The Martinsville-Henry County Warming Center is seeking volunteers as operations get underway for the season.
The center operated at Forest Hills Presbyterian Church, 725 Beechnut Lane, Martinsville, offers those experiencing homelessness a warm place to spend the night during the winter months. Guests receive a warm meal each night, hot or to-go breakfast in the mornings, a tote for bedding and supplies, and more.
“We also will connect our guests with any community resources that they may need. We’ve had great success in the past seasons with helping many, many of our guests find permanent housing and work and that’s something that we’re really proud of and something that we strive to do each season,” said Hailey Roberson, co-director of operations for the center.
The center prides itself on being a “low barrier” shelter, “which means come as you are. We will welcome you with open arms. We have some intake paperwork, but guests are free to give us as much or as little information as possible. We don’t want anyone to be turned away because they feel uncomfortable,” Roberson said.
The center began “as a collaboration between Salvation Army and some local churches, and has continued to be a collaboration of several local churches,” she said. In addition to Forest Hills Presbyterian Church, it is supported by Community Fellowship of Martinsville, which offers facilities for storage and guest access to the Clothes Closet; First Baptist Church of Martinsville, which often provides storage and transportation; and Holy Trinity Church of Martinsville, which often provides meals.
The center also offers transportation from the Martinsville Library at 6:30 p.m. Guests may opt to return to the library at 7:30 a.m. the next morning. The center opens at 7 p.m. and closes at 8 a.m.
Operating days are dependent on the weather.
“Our first opening night will be November 1, and then we will be able to be open any night that the temperature will be 35 degrees or below, from November the first until May. That final ending date will be determined, of course, by weather,” Roberson said.
However, to fulfill its mission, the center desperately needs volunteers. Without the proper number of volunteers for each position, the center cannot operate for the night regardless of the temperature. There are several different ways to volunteer.
The first is transportation, which is often filled by a church or church group. It can, however, be fulfilled by any individual with an adequate vehicle. Both evening and morning shifts are needed.
“We offer pick up to our guests from the Martinsville Library, then they’re brought to the church and then in the morning, we drop them off again at the Martinsville Library,” Roberson said.
Volunteers also can provide meals for guests. Those who want to fulfill this role are asked to bring a meal that can serve about 30 people.
“There are so many wonderful people and organizations in the community that donate meals to our guests. That’s just cooking a meal at home and bringing it to the church so that we can serve it to our guests,” Roberson said.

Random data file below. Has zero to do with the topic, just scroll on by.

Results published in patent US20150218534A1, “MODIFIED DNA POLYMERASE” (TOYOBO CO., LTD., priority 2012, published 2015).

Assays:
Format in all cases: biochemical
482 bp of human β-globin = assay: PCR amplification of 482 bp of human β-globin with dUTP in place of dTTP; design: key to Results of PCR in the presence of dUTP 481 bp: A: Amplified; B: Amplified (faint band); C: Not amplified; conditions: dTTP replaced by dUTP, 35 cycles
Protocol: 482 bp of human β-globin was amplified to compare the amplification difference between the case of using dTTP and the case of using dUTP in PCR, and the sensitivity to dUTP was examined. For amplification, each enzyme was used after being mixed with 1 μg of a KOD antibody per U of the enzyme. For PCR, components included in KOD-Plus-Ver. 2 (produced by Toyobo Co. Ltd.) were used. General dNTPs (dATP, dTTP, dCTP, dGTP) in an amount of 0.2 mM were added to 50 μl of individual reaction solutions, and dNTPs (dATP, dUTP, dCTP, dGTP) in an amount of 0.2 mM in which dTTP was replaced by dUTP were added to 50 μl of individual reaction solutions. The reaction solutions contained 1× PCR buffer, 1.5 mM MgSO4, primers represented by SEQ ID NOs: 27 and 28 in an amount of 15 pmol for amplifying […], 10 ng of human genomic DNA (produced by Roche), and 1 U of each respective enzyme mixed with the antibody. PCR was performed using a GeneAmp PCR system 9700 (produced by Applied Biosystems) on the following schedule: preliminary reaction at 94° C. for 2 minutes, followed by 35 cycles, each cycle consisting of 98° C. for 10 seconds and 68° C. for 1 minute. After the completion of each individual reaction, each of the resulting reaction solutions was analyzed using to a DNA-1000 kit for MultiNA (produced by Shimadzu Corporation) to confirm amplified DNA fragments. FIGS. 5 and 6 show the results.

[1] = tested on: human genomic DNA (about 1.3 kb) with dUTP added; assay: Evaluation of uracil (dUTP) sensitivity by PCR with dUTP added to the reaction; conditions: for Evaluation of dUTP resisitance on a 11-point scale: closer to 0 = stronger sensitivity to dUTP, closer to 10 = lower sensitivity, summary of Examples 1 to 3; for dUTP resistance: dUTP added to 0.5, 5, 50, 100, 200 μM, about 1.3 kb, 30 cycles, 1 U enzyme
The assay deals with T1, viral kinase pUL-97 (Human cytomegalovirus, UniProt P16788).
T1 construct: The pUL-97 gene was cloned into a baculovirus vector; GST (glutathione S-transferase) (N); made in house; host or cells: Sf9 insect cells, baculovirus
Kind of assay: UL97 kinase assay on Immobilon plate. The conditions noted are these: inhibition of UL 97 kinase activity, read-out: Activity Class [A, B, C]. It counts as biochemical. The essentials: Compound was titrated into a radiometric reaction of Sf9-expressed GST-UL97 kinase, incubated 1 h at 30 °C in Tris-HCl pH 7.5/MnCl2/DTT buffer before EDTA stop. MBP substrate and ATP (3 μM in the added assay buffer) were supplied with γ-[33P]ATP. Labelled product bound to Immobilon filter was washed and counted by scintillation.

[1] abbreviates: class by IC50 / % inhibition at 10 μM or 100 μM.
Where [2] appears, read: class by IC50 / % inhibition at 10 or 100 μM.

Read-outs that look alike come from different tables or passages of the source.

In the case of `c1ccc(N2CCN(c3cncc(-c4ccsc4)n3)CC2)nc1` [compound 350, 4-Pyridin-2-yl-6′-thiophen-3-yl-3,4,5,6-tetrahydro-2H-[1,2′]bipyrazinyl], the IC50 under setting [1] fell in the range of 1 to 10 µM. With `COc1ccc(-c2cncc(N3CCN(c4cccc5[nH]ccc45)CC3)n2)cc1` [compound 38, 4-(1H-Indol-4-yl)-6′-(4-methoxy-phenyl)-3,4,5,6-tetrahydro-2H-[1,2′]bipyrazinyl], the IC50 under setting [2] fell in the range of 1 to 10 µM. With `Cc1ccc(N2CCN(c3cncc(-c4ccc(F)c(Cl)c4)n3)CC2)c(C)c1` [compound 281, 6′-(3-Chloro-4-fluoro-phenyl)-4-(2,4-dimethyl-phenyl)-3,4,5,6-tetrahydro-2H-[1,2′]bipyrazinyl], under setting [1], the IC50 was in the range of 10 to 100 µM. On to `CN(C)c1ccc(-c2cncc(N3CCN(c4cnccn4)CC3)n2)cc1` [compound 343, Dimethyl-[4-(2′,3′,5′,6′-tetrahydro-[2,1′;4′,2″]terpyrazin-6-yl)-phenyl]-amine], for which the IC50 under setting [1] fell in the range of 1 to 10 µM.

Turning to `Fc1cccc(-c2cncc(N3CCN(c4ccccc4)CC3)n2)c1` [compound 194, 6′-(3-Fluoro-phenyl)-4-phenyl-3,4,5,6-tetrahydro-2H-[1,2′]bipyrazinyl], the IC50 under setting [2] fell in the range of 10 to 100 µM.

The center also accepts donations to help provide breakfast.
“We also offer breakfast in the mornings before our guests leave the facility. We do both hot breakfast as well as to go breakfast items. So, any breakfast items are always a welcome donation,” she said.
There is also a need for volunteers to cover the intake position. This role operates from 6:30 p.m. to 9 p.m. and is responsible for check in, getting the totes to guests, serving dinner, and helping guests get settled.
“This is at the church, interacting with guests, welcoming them as they arrive, and helping them get their things settled for the evenings,” Roberson said.
The last position, the overnight shift, is the most challenging to fill. The shift is from 9 p.m. to 8 a.m., and the volunteer is responsible for overseeing guests throughout the night and helping to get breakfast served the next morning, usually around 6 or 7 a.m.
“We would like for three people to be there for the overnight shift so that one person can be awake and alert just in case there’s a person who needs to be brought into the center after hours, or if our guests have questions or have a need, someone’s there to take care of that,” Roberson said.
The center will offer a volunteer training session at the TAD Space in Martinsville.
“Individuals who are interested in learning how to get involved, they’ll just get a brief overview of what each of the positions look like and how they would fulfill that position to see which position might be most comfortable for them and be able to ask and have any questions that they have answered,” Roberson said.
However, the in person training session is not required.
“There is a virtual training option so anyone who is not able to attend the trainings can also be trained virtually. There’s a slideshow presentation and then a brief quiz just to check for understanding of the main concepts,” Roberson said.
She encourages anyone who is unsure about volunteering to shadow some of the current volunteers.
“If someone is interested in volunteering, but is still a little on the fence about what it might look like, they’re always welcome to visit the center,” she said. “We have some wonderful, wonderful volunteers who are willing to sort of shadow new volunteers and help them get acquainted with how things operate so we’re not just throwing them in blind.”
Volunteer sign ups, donation lists, operating schedules, and more information can be found on the center’s Facebook page, or by calling (276) 207-9660. Donations may be brought to Community Fellowship Church, 2674 Virginia Avenue Collinsville.